10 Best Horror Comic Books
During the late 1940s, horror comic books emerged as a discrete genre of comics. It was a time when adult males wanted something different from caped crusaders and mask-wielding crime busters. They wanted realistic, creepy, gory horror and violence instead of Kapows, Bams and Eeks! Eerie Comics (1947), gave the required dose of scares and creeps to horror buffs and soon Adventures into the Unknown comic book series became a regularly published horror title for nearly two decades.
While Marvel and DC superheroes still rule the roost in terms of popularity and fan-following, there’s a sizeable population of horror buffs who never miss a single issue of horror manga, comics and graphic novels. In recent years, there has been a significant rise in the horror graphic novels readership. The popularity of Twilight has encouraged many new and old comic book publishers to come up with their own vampire and werewolf-themed comic books.
However, there are many comic book aficionados who still look for good ol’ Tales from the Crypt and Swamp Thing. This top 10 best horror comic book compilation presents a list of some of the creepiest titles that have thrilled and sent shivers down your spine. You will find some of the scariest manga and indie graphic novels that have scared readers with their unique style of story-telling and artwork.
10. North 40
Most horror graphic novel and comic fans love captivating artwork and an original storyline - and this is what exactly North 40 offers. Published by DC/Wildstorm Productions, this comic book series provides everything a horror fan wants, monsters, vampires, ghouls, gruesome creatures, witches and supernatural overtones. You should read the first issue to get a taste of Lovecraftian horror.
The artwork’s splendid, with some excellent watercolor washes and ink work. The rural setting is perfectly depicted and clinches to the Children of the Corn type of atmosphere. The comic’s monster elements are superbly done. If you are fond of a variety of horror sub-genres, then the North 40 comic series is well-worth to please your horror tastes!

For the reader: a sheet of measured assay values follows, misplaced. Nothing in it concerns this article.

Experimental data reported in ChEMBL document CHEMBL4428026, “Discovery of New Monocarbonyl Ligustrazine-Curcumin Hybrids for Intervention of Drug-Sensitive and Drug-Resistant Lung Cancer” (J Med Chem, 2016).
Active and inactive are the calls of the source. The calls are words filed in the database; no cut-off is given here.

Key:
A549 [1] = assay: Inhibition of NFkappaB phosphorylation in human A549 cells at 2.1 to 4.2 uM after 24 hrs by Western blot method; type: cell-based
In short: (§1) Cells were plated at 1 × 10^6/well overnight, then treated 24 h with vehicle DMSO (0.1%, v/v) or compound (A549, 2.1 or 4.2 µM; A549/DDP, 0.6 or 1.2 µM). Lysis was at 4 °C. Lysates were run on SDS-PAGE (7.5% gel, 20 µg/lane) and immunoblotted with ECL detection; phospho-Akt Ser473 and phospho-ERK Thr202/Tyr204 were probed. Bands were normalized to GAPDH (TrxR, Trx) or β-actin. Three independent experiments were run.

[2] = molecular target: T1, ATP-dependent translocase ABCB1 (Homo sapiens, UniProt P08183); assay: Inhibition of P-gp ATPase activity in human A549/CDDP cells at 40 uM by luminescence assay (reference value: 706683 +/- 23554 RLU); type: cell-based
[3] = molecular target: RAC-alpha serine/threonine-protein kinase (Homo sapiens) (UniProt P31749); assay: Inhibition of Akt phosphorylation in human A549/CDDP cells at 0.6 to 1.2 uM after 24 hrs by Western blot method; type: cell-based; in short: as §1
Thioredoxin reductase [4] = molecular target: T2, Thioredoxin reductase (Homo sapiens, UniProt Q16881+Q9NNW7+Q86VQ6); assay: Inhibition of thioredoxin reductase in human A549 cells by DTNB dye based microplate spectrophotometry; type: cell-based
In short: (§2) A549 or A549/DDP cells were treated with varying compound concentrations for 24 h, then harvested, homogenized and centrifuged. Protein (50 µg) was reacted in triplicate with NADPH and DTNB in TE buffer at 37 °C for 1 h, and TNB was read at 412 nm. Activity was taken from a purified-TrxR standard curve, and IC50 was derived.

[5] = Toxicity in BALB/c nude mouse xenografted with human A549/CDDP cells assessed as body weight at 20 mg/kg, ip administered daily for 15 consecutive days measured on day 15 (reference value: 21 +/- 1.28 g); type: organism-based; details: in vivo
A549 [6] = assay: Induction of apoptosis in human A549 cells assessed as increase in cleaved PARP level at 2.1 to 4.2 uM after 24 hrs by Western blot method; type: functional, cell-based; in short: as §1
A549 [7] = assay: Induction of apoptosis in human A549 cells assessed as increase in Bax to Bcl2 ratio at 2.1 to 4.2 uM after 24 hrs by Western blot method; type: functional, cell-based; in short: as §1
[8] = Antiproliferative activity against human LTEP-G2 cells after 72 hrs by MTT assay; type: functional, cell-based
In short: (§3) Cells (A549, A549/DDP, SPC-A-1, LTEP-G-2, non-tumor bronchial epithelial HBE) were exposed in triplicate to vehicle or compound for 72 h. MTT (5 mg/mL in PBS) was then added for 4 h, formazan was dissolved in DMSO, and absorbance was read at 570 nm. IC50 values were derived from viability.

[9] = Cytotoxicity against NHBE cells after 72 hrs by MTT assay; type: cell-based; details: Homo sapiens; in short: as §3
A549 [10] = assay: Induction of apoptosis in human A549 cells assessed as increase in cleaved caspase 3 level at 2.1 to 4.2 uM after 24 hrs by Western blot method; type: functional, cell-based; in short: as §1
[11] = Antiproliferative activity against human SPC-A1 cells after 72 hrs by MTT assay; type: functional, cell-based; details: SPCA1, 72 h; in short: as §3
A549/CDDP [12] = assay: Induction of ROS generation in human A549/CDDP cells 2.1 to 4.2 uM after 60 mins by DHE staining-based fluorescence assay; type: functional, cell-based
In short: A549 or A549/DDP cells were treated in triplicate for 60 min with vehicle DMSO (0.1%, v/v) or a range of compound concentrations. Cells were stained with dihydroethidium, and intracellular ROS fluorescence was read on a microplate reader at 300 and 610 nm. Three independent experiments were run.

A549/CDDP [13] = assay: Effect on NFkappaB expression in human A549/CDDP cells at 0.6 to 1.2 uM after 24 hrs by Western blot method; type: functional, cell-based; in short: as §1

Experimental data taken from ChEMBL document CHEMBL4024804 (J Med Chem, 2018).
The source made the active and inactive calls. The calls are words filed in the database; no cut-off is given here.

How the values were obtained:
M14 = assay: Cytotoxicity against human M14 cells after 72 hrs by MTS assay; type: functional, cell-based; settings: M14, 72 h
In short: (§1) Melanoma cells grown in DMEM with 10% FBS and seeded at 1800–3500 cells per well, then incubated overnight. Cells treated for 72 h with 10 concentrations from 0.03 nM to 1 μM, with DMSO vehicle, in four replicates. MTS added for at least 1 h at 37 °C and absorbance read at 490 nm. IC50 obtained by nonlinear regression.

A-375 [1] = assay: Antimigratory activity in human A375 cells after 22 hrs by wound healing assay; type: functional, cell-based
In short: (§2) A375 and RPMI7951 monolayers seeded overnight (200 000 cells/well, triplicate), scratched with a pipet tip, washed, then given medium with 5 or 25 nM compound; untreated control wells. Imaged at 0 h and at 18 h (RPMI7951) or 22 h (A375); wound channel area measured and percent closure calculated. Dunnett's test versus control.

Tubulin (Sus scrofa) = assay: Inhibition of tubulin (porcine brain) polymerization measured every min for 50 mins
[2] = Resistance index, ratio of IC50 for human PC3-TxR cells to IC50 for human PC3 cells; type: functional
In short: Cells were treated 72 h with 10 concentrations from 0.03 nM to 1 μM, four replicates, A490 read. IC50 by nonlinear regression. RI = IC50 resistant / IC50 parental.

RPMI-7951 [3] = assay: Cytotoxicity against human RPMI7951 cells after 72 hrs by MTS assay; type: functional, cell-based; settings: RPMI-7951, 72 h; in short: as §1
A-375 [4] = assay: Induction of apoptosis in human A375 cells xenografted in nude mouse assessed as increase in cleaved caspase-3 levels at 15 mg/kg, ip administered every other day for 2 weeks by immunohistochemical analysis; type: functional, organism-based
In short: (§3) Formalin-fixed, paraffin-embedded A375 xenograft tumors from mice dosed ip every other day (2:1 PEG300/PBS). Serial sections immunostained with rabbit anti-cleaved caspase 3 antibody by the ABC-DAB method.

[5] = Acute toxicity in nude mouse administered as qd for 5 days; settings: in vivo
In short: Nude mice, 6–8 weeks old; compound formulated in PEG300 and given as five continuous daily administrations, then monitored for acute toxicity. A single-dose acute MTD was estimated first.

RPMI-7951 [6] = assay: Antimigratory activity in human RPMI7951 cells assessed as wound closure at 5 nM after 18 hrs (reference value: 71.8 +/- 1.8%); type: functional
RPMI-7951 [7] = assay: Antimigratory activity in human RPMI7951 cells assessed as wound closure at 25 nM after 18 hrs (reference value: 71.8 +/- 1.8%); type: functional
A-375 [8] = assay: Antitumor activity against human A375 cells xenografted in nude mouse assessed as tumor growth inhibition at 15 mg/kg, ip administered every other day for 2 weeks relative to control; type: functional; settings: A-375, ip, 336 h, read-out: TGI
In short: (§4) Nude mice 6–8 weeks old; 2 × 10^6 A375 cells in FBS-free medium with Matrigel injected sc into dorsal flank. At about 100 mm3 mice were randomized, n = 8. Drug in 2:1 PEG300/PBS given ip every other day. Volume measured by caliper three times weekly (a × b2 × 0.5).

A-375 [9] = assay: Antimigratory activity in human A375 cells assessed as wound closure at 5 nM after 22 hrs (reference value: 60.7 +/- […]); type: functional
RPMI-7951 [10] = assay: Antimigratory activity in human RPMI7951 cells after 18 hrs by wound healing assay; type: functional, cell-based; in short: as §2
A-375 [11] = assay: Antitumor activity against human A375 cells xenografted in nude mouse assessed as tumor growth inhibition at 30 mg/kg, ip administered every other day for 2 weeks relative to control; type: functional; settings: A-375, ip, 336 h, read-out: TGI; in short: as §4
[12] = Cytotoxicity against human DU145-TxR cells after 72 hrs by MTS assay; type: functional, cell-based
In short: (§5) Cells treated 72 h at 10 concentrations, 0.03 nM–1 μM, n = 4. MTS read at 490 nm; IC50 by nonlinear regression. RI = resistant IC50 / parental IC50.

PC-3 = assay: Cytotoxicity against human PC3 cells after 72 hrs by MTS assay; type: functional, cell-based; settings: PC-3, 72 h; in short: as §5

9. The Ring
The movie, Ringu (US: The Ring), scared the daylights of most horror buffs. The misshapen eye of Sadako still gives Goosebumps to numerous J-Horror fans. The manga version of Ringu is equally terrifying and deserves a solid look. Some very brilliant artwork and additional insights into the story will take you deeper into the psyche of Sadako. Fans of Ringu shouldn’t miss this horror manga as well as its Birthday sequel.
Some of the best Japanese horror comic books can surely be quite terrifying, but GYO is grotesque in every possible way! It has an unimaginable story that invades your olfactory senses. And yes, the theme is bizarre – zombie fish! An experiment goes awry and causes fish to mutate and develop a strange structure. The stinking zombie fishes attack people in the most unimaginable way. Published by Shogakukan, GYO’s first volume reveals how the undersea experiment conducted by a bunch of Japanese scientists during the Second World War goes wrong and how the undead fish invade the mainland.
The second volume presents a solution to exterminate the grotesque fish and has a two bonus short stories: the Enigma of the Amigara Fault and The Sad Tale of Principal Post. The latter is a heart-wrenching tale rather than horror. The artwork is vintage manga. The level of grotesqueness shown in Junji Ito’s GYO is beyond your imagination, so better be ready to get your senses invaded before you grab this manga.